This is the branch building. (I went to Institute - a church class - last night.) It's hard to tell from the picture, but this building is tiny! It's maybe a fourth the size of a regular church building - and it cost $2 million to build. It's not uncommon for buildings to be crazy expensive because when you build on permafrost, you have to either dig it out down to the bedrock or insulate the ground so that your foundation will be stable. If you want to build a home here, you have to get a notarized statement that the ground is free from permafrost before the bank will give you a loan.

Well, there you go! Thanks for visiting Fairbanks, and don't forget to tip your driver (really, really well!! :) )

Wednesday, June 20, 2007

Midnight in Alaska

Here is Alaska as it was when I got here in the middle of the night. The pictures actually look darker than it really was. The views are the views from the apartment I'm staying in. The pictures of the apartment are the apartment I'm thinking of renting. If these comments don't make sense, I'm sorry. I haven't someone from the corporate office in Seattle talking to me.

Here's the kitchen of the apartment. I wish the kitchen in McLean was this nice.

This is the living room/dining room. What do you think? Should I take the apartment?

Here's the park across the street from my complex.

Here's the view down the other direction from the park and the complex.

Here's me! :)

Have you ever seen the sun rise at midnight?

So, my friend and roommate Anne very generously gave up her lunch hour to take me to Reagan for my big, exciting trip to Alaska! We left for the airport around 1:30 pm Eastern Standard Time. US Airways checked my bags through to Seattle and after going through security, I chatted with my friend Georgina until it was time to leave. I admit, I was feeling a little homesick for Virginia before I had even left. Anyway, we boarded the plane - and then sat there for forty-five minutes because the weather wasn't right for us to take off. This wasn't a problem for me because I had almost two hours in Charlotte, NC. When we landed in Charlotte, the timing was perfect. I found my gate, grabbed a Snickers Marathon bar and didn't have to wait too long to board. We boarded ... and waited. So, this was a little bit more of a problem because I only had about 55 minutes in Seattle. Not only was my layover short, but I had to change airlines and so I had to get my luggage, recheck it, and go back through security. My flight was scheduled to leave at 9:20. We arrived at 9:05. But Alaska Airlines being the fabulous airline that they are managed to rebook me on the 10:52 flight. I was only praying that Adam (my friend and the division manager), who's phone number I managed to track down with mere seconds to spare, had gotten my voicemail letting him know about the flight change. We took off from Seattle in the dark and as we flew, I watched the sky get lighter and lighter and lighter.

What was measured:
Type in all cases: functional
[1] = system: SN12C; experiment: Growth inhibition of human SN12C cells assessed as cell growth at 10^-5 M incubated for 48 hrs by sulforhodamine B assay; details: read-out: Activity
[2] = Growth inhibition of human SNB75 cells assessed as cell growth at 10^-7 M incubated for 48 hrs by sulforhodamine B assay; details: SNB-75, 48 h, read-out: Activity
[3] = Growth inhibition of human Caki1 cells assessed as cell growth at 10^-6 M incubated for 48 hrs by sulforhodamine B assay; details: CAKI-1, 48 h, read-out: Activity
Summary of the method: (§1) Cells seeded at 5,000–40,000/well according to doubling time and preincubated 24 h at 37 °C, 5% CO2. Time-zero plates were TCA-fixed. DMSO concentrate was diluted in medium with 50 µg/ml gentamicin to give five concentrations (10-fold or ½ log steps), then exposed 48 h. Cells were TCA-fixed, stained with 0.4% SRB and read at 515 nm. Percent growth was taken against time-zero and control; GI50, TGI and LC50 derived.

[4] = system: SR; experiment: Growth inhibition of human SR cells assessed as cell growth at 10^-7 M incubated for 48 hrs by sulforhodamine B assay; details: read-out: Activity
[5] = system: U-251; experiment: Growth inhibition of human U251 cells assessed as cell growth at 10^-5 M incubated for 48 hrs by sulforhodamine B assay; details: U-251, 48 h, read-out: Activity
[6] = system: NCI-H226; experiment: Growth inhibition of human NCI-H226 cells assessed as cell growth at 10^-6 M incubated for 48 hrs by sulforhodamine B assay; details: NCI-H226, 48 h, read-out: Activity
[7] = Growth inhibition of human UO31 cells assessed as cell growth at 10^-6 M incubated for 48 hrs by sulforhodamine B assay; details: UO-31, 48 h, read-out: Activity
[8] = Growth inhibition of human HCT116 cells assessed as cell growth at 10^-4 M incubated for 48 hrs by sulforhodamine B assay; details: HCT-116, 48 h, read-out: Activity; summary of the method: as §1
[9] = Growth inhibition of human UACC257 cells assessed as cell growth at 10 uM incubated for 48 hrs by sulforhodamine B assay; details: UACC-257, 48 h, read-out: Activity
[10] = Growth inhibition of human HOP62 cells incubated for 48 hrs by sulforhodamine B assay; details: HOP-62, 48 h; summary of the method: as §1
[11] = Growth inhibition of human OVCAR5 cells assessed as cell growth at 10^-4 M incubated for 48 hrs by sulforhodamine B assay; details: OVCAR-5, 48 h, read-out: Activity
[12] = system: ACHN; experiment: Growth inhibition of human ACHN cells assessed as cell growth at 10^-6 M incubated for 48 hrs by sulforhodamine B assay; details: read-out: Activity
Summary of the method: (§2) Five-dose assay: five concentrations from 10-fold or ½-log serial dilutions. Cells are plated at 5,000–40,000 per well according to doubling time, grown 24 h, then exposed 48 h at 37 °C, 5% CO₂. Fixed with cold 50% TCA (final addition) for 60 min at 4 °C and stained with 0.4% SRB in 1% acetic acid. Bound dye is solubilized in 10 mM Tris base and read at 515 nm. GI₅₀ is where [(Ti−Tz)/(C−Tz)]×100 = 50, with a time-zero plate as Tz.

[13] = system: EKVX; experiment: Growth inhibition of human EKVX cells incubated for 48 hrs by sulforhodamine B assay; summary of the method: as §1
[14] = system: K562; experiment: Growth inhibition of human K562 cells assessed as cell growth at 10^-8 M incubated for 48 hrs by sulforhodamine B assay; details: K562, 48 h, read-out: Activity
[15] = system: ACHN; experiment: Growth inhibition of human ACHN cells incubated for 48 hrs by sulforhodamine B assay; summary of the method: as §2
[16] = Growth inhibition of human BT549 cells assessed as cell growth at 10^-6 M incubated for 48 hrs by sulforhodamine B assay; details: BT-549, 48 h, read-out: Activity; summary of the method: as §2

Have you ever watched the sun rise at midnight? It's amazing. If you come to Alaska, book a late night flight so that you can watch the sun rise over the mountains. I wish I'd had a window seat so I could have gotten a picture.

Anyway, at 1:25 we landed in Fairbanks! It was light outside. A lot of people asked me before I left what it's like when it's light all night. It's AWESOME!!!! Even though I had just left Seattle where it was dark, it seemed strange to me that it should be anything but light at 2:00 in the morning.

To bring this long story to a close,
Adam was there to meet me, he took me to a beautiful but very empty apartment and offered to rent it to me for a mere $400 a month. I tried not to choke. (We usually pay around $150 because we get a lot of people in one apartment.) I'm still considering the apartment. At about 3:30 am Alaska time, I finally got to bed.

Yay! Look at me! I'm going to Alaska! I can't wait!

What did I do with my picture from the Charlotte airport? Well, picture me looking puzzled because I think I moved further south than I did west!

Look! I found my picture! I WAS looking puzzled! :)

How I thought I would feel in Seattle.

How I felt in Seattle. "What? You mean my plane left without me?!" "Yikes! What did I do with Adam's phone number?"

Fairbanks. "Nuff said.